There’s no other pain quite like tooth pain, and chances are that most people will experience a severe toothache or broken tooth at some point in their life. If this happens to you, you’ll probably be glad to have an emergency dentist on speed dial to get the problem addressed as soon as possible. If you haven’t had this experience just yet, consider these situations that might call for an emergency dental exam before being in pain clouds your thinking.
A broken tooth calls for an emergency dental exam
If you have the unfortunate experience of breaking a tooth, there’s no time to waste. The sooner you act the easier the fix could be. If your whole tooth was knocked out, you can preserve it in a glass of milk and with an emergency dental exam, it could be put back into place. If part of the tooth was broken and the nerve is exposed, emergency dental care will deliver pain management and a plan to fix it for good.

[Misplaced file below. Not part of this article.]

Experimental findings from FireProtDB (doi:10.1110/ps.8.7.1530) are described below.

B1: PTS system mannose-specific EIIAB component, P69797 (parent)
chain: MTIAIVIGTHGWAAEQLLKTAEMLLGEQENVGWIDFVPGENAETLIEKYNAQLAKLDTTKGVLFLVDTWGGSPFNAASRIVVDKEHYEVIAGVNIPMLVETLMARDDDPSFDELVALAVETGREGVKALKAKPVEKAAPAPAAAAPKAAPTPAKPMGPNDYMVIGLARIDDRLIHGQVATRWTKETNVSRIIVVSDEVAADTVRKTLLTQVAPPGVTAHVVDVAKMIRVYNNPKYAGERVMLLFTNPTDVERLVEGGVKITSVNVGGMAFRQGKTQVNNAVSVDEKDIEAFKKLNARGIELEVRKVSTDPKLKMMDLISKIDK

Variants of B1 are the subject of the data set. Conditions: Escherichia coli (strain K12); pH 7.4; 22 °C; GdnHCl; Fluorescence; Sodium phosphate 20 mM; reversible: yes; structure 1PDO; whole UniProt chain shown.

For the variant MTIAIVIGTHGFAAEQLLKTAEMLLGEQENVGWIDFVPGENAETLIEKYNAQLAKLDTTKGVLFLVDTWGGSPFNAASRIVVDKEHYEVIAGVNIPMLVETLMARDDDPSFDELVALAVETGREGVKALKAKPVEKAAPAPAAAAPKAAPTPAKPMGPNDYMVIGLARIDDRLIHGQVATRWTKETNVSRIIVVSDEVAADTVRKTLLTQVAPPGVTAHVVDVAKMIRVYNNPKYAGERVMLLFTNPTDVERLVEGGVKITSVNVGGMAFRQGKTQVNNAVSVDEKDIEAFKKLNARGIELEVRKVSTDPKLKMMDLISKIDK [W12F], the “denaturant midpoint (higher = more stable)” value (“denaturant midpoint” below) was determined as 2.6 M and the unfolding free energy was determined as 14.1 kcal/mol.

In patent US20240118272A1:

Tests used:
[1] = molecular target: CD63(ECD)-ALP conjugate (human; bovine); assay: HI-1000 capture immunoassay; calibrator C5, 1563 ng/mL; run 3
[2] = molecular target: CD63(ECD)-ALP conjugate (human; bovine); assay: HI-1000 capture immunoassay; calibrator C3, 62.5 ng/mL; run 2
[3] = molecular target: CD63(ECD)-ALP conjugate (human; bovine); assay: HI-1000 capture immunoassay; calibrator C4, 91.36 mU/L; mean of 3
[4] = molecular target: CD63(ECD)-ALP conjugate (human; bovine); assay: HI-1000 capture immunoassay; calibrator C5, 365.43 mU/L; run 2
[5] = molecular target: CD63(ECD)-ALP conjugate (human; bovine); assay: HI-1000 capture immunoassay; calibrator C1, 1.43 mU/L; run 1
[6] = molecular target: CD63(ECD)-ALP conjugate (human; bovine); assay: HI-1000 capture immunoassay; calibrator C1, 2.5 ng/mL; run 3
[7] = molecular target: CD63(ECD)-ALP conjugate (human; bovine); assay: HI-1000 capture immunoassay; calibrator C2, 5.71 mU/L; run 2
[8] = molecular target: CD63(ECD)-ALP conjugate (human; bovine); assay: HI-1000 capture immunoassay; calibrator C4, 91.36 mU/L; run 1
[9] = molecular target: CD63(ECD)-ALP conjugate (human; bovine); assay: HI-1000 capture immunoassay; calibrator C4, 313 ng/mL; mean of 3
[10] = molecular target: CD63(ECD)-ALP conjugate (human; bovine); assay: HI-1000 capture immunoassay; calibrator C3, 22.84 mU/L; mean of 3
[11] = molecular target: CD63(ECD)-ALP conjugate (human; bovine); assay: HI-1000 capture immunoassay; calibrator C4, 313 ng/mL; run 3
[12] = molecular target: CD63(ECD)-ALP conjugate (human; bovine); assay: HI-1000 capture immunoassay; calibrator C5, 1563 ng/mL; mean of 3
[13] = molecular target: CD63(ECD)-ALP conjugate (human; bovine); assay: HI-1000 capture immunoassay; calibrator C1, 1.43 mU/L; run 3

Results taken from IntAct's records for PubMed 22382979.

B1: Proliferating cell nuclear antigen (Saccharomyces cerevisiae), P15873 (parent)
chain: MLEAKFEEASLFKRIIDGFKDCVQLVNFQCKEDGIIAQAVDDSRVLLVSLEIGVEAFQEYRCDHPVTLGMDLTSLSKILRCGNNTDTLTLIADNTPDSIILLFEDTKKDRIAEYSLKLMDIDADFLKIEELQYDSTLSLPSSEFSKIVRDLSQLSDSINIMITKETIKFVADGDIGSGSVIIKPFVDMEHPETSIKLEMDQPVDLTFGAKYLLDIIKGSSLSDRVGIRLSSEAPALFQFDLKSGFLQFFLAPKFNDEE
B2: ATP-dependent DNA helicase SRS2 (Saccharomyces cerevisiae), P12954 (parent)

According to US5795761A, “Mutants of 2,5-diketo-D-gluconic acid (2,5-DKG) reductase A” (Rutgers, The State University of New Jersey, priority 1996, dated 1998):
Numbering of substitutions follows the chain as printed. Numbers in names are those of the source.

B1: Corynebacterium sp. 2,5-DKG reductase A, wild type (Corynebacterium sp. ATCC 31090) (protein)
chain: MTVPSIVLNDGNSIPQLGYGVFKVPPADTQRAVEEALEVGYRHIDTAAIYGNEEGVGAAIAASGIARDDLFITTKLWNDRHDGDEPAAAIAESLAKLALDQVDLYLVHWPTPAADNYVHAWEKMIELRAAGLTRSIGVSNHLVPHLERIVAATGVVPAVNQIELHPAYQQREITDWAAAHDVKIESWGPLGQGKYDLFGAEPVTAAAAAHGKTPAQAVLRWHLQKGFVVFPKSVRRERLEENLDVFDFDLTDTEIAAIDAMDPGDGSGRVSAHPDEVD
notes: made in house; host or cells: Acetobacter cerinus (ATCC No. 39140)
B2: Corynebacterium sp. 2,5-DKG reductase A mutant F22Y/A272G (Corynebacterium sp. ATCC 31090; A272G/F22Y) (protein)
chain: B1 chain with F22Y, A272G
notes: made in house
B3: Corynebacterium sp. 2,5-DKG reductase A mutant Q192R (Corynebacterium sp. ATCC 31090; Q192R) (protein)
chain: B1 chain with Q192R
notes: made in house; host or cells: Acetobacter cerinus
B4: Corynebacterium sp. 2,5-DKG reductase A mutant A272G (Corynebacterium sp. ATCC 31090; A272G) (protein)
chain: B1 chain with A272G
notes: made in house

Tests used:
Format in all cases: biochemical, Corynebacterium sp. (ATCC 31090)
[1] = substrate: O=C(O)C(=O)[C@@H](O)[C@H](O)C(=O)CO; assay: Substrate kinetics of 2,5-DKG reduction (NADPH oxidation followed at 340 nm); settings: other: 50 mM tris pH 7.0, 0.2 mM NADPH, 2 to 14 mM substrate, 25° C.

Toothaches could call for an emergency dental exam
Persistent toothaches for an undiscovered reason could be caused by gum disease.You might also have an abscessed tooth. If you experience frequent toothaches you might consider heading in for a dental exam. Other symptoms that suggest an exam should be the order is fever, extreme tooth sensitivity, or swelling in the face or mouth.
You lose a filling or cap
If you lose a filling or cap it’s important to get in to see the dentist as soon as possible. Leaving the damaged tooth underneath exposed can be painful and can cause further damage by allowing for more cavities or infection to take hold. And if you wait too long to get in for a fix, you only increase your chances that a root canal will be what it takes to fix it.
If you notice bleeding gums
Bleeding gums are one of the tell tale signs of gum disease. It’s normal for there to be minimal bleeding after flossing, but if your gums bleed all the time, or profusely, it’s probably a good idea to make an appointment to check on your oral health. Gum disease can cause bigger problems over time and can even cause significant tooth loss if left untreated.